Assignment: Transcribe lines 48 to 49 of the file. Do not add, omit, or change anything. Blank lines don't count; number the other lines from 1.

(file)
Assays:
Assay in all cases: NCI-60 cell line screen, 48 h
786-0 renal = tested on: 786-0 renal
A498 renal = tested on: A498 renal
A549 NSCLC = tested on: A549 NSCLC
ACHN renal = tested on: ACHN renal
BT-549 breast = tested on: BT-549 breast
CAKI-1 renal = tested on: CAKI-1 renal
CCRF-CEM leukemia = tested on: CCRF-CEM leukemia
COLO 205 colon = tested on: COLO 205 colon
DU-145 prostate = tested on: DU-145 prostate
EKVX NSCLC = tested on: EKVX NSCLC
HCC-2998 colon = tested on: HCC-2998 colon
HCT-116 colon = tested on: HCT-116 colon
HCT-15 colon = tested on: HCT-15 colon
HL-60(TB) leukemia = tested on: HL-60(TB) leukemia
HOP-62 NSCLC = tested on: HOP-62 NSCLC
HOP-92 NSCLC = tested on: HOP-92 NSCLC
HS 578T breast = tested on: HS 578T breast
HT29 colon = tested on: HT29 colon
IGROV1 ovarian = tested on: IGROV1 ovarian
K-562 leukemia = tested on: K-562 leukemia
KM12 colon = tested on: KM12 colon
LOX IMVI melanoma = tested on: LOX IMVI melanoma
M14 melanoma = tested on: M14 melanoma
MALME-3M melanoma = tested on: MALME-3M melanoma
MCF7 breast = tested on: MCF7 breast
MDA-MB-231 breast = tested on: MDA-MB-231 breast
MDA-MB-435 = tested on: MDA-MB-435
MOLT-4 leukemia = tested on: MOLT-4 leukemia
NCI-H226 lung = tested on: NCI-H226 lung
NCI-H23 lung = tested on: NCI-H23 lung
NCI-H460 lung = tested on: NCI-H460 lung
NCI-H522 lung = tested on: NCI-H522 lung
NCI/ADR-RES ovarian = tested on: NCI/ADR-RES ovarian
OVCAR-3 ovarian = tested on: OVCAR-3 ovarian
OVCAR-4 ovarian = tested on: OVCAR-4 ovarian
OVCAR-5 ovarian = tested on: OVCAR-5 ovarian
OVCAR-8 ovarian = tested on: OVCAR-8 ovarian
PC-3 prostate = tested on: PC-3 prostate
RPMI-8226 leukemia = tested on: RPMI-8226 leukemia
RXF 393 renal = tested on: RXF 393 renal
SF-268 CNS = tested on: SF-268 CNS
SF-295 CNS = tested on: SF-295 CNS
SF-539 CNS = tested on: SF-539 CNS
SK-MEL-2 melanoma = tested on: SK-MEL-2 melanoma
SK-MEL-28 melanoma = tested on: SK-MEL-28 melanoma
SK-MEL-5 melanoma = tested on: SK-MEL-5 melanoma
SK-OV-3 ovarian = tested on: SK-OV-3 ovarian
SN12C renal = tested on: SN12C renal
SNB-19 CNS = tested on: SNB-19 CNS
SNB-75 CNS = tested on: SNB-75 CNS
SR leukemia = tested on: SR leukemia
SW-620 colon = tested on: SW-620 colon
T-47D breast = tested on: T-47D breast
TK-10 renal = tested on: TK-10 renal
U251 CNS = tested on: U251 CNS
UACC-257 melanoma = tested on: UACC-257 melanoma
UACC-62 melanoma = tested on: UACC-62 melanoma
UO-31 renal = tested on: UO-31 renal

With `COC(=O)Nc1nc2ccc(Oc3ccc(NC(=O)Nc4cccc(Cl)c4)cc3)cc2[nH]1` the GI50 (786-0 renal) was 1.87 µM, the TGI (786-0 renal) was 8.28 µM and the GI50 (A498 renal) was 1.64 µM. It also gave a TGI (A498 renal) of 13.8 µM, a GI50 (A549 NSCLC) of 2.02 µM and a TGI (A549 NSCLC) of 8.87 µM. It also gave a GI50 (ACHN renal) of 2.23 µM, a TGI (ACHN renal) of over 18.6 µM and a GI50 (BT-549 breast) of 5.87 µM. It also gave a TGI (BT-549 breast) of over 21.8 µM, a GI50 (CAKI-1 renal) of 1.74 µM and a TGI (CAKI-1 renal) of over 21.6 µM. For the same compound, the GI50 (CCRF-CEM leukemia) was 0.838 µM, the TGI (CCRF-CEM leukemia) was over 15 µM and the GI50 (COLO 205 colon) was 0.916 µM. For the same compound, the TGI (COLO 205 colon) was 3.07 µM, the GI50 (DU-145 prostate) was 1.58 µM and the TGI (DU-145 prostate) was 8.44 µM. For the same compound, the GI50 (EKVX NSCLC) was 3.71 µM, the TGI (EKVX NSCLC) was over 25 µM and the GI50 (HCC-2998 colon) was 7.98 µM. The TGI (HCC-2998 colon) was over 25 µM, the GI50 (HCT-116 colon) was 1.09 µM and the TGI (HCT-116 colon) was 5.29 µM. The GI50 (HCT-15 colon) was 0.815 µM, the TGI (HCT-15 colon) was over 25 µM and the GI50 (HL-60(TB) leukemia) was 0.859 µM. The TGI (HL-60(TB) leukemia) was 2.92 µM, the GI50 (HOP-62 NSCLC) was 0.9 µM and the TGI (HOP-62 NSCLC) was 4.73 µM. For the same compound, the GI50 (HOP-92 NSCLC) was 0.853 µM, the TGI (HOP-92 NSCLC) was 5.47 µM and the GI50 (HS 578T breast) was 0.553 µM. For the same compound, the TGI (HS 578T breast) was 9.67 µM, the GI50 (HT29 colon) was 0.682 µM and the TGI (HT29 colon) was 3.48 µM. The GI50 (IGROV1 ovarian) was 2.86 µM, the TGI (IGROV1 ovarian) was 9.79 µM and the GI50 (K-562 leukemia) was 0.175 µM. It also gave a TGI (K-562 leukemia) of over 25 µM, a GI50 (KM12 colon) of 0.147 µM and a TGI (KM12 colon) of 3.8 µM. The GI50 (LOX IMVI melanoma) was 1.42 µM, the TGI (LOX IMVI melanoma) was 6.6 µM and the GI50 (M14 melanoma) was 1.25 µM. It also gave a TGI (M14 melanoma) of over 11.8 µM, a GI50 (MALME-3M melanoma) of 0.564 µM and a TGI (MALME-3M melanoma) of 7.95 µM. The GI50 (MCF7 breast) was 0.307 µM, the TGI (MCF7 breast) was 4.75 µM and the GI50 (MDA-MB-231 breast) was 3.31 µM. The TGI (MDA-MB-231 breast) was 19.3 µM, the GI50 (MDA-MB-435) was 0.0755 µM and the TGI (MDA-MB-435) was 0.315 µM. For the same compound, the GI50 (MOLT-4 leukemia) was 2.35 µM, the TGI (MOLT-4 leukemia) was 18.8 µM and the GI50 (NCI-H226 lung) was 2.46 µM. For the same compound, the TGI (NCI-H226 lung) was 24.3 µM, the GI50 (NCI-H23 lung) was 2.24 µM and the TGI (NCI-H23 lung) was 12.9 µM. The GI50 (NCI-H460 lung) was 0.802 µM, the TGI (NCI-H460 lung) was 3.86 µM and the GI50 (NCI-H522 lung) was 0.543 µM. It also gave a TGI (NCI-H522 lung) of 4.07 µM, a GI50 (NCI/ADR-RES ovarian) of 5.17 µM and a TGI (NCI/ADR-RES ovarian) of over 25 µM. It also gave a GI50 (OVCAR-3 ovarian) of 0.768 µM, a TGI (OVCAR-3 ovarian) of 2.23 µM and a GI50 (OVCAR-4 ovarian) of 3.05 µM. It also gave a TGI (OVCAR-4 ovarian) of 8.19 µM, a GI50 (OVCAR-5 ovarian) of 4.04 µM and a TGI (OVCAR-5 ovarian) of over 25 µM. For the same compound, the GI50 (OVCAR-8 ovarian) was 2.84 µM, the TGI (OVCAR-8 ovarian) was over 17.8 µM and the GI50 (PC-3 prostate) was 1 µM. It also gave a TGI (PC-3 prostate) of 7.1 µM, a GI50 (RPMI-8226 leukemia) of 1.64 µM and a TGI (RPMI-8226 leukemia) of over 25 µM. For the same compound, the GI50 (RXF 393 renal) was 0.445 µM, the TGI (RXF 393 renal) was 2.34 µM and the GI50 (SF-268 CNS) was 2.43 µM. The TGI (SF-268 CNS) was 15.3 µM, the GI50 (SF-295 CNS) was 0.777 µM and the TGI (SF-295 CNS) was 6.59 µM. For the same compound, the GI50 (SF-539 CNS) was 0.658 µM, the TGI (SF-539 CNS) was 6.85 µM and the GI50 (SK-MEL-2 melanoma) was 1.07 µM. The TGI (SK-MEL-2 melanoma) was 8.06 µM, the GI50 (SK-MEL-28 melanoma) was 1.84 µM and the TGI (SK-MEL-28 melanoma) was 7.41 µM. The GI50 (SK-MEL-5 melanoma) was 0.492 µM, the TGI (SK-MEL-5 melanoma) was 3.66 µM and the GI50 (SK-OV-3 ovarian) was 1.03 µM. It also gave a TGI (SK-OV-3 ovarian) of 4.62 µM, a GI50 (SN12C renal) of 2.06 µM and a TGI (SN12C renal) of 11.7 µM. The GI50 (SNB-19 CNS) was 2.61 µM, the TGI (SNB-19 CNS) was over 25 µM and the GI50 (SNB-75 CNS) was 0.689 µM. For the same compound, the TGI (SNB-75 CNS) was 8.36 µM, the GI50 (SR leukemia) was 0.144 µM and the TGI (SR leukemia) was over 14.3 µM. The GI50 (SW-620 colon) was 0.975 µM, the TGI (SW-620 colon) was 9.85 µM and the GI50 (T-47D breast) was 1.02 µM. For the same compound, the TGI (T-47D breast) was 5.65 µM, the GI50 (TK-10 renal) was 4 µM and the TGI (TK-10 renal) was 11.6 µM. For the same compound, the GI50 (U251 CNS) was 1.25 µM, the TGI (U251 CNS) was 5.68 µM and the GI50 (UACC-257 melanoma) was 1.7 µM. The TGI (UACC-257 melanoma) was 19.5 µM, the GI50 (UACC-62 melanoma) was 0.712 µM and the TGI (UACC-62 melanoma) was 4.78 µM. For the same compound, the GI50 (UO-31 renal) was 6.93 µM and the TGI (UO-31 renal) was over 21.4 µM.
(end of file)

SK-MEL-5 melanoma = tested on: SK-MEL-5 melanoma
SK-OV-3 ovarian = tested on: SK-OV-3 ovarian